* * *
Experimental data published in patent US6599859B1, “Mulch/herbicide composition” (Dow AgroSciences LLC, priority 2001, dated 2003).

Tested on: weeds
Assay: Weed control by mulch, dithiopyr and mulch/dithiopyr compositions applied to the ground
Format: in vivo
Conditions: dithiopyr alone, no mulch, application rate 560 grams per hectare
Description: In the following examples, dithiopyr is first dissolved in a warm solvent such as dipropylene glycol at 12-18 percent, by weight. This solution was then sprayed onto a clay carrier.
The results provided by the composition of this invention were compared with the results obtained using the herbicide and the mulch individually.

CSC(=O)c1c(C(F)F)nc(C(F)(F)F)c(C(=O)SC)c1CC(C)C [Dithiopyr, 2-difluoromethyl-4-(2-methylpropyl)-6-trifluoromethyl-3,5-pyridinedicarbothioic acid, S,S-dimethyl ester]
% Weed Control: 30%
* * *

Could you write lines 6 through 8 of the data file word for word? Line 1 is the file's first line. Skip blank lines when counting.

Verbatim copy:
Description: In the following examples, dithiopyr is first dissolved in a warm solvent such as dipropylene glycol at 12-18 percent, by weight. This solution was then sprayed onto a clay carrier.
The results provided by the composition of this invention were compared with the results obtained using the herbicide and the mulch individually.

CSC(=O)c1c(C(F)F)nc(C(F)(F)F)c(C(=O)SC)c1CC(C)C [Dithiopyr, 2-difluoromethyl-4-(2-methylpropyl)-6-trifluoromethyl-3,5-pyridinedicarbothioic acid, S,S-dimethyl ester]